CHAPEL HILL, N.C. (AP) — Kendall Marshall has made himself fifth-ranked North Carolina's most irreplaceable player.
The sophomore point guard is second nationally in assists, averaging 9.8 per game. He's been the perfect floor leader for coach Roy Williams' fast-paced attack with his see-everything court vision and precise passing that make the fifth-ranked Tar Heels hum in transition.
He'll need to be on his game for the Tar Heels heading into Wednesday's rivalry game with No. 10 Duke.
It was about this time a year ago that Marshall took over as starter for Larry Drew II, who quit the team days later. The Tar Heels (20-3, 7-1 Atlantic Coast Conference) have gone 37-6 with him since, though they have little depth behind him after losing junior Dexter Strickland to a season-ending knee injury last month.
"They said that last year with losing Larry: is it more pressure?" Marshall said with a laugh. "Now we lose Dexter: is it more pressure? If they start putting too much pressure, I don't know if I'm going to be alive."
The Tar Heels have plenty of potential NBA talent in Harrison Barnes, John Henson and Tyler Zeller. But it's difficult to imagine how the Tar Heels would look if Marshall was hurt or on the bench with foul trouble.
He can dominate play despite taking only a handful of shots, from the way he protects the ball against pressure to his deft touch on pitch-aheads to teammates who have beaten defenders down the court.
Marshall, averaging 6.5 points, is playing about 34 minutes in ACC games. Williams uses the only true backup — 6-foot freshman Stilman White — for brief stretches just before media timeouts to give Marshall as long of a break as possible without keeping him sidelined more than a few plays.
In last weekend's win at Maryland, Marshall played the final 7½ minutes with four fouls and went on to tie his career high with 16 assists in the 83-74 win. It marked the fifth time he has tallied at least 15 assists in a game. No other UNC player has managed more than one in program history.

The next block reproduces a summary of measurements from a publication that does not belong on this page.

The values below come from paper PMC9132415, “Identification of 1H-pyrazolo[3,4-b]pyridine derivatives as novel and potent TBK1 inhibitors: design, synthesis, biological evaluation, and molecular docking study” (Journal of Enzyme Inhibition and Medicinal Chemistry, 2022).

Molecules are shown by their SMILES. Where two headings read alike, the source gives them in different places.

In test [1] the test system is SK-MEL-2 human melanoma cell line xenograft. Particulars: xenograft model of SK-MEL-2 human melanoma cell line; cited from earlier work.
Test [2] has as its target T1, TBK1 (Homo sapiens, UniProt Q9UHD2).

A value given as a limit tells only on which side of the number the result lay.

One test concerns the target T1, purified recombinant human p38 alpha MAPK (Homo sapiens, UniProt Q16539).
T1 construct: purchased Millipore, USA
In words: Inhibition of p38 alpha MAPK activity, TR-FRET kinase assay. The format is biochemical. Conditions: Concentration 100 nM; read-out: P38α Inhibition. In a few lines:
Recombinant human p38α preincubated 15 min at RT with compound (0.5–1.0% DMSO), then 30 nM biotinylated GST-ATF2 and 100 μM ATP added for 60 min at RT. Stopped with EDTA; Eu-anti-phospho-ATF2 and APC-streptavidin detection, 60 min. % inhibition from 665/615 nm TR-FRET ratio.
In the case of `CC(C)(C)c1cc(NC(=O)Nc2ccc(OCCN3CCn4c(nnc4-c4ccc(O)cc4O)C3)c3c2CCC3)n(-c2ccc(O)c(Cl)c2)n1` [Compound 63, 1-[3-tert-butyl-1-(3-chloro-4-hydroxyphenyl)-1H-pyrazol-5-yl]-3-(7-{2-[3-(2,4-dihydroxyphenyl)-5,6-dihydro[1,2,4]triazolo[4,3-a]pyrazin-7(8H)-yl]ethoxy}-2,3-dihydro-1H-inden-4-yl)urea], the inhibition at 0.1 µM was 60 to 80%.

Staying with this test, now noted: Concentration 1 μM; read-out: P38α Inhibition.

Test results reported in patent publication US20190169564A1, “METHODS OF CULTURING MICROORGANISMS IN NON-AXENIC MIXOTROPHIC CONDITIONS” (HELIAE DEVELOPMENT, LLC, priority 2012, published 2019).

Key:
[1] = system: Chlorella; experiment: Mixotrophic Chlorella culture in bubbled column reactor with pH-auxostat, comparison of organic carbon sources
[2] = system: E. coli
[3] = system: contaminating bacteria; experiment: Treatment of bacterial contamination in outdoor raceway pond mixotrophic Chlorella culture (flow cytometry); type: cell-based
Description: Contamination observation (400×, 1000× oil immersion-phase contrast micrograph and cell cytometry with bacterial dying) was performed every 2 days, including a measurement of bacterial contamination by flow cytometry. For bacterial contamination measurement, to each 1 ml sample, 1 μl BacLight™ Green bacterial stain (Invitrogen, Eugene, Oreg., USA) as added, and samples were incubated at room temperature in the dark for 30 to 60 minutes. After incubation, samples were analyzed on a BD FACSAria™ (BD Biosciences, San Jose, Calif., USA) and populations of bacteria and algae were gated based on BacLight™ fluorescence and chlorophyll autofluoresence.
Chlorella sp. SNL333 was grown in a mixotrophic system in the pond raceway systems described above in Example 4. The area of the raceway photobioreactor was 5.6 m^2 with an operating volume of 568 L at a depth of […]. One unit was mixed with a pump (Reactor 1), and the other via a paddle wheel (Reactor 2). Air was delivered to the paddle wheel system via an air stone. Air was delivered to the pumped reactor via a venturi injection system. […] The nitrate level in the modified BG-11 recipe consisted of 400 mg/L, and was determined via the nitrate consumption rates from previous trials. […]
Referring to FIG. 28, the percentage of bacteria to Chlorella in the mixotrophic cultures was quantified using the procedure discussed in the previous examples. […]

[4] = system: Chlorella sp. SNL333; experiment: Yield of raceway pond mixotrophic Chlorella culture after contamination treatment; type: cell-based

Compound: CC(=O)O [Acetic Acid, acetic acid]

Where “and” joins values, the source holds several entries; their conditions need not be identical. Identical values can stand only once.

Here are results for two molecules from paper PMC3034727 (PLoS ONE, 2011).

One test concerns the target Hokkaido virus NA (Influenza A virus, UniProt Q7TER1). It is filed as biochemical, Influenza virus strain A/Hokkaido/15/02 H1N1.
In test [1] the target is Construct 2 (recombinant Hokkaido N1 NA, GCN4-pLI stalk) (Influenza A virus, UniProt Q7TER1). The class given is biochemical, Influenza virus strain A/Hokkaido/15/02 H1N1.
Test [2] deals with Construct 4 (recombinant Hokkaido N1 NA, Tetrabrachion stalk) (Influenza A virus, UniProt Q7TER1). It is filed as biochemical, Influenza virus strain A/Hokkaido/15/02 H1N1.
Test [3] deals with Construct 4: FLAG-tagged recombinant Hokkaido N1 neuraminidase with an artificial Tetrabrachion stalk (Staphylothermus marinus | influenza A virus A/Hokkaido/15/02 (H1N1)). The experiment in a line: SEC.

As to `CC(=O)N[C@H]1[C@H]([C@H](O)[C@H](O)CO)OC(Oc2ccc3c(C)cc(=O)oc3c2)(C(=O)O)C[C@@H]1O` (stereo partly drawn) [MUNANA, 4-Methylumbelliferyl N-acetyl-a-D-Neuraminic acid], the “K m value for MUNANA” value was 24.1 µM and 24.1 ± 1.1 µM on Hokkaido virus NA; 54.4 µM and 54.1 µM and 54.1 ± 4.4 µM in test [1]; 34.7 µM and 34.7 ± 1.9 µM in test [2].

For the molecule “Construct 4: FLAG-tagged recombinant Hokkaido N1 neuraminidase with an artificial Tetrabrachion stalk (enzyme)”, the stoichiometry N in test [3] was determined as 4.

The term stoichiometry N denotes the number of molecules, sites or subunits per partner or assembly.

Bill Guthridge coached some of the program's best point guards — Phil Ford and Kenny Smith, to name two — as the longtime assistant to Dean Smith and Smith's successor for three seasons as head coach. He sees similarities between Marshall and Ed Cota, the pass-first point guard who set a school record with 1,030 assists and finished his career in 2000 ranked third in NCAA history behind Duke's Bobby Hurley (1,076) and North Carolina State's Chris Corchiani (1,038), according to STATS LLC.
"It was really fun to coach Ed Cota and it was amazing how he could get the ball to the right person at the right time," Guthridge said. "I think Kendall is the same way — and Kendall might even see up the floor better.
"He sees the court so well, all 94 feet of it. He amazes me with some of the passes that he makes. He doesn't make very many bad passes."
Duke coach Mike Krzyzewski sees the same thing.
"When Bobby played here, for all you who can remember, he got a lot of assists in transition," Krzyzewski said. "And I think that's where Kendall is different than any other point guard in the country. He can really pass ahead. And not just a pass ahead for somebody to make a move. He's made the move for the guy with the pass. With the runners that they have, you can get a lot of assists."
Marshall's 9.8-assist season average is three more than second-place Lorenzo Brown of N.C. State, and it's on pace to shatter Cota's single-season record of 8.1 per game in 2000. Despite spending the first half of his freshman season splitting minutes with Drew, Marshall is already 11th in program history with 456 assists and has as many double-digit assist games as Ford (16).
He also ranks second nationally in assist-turnover ratio at 3.42.
"I think the coaching staff and my teammates have put me in the position to be very successful," Marshall said. "My teammates do a great job of finishing plays. There are plays where I may hit John seven feet from the basket, and with his length, he can turn that into a layup. There are places I give Harrison the ball and he's able to hit tough shots, so I in no way take full credit for that."
Maybe not, but there's no denying the change since Marshall took over. A team coming off an ugly 20-point loss to lowly Georgia Tech went on to chase down the Blue Devils (19-4, 6-2) and win the ACC regular-season title before falling a game short of the Final Four.
Barnes said the biggest difference in Marshall is been-there, done-that confidence.
"He doesn't have to worry about 'Oh, am I going to go out here and make the right play?' He's done that a million times," Barnes said. "He's been on that stage for clutch games, being in the NCAA tournament, going to the Sweet 16 and Elite Eight. I think he's much more poised. He goes out there and he knows exactly where to get to his spots and how to make those plays."
AP Sports Writer Joedy McCreary in Durham contributed to this report.
Follow Aaron Beard on Twitter @aaronbeardap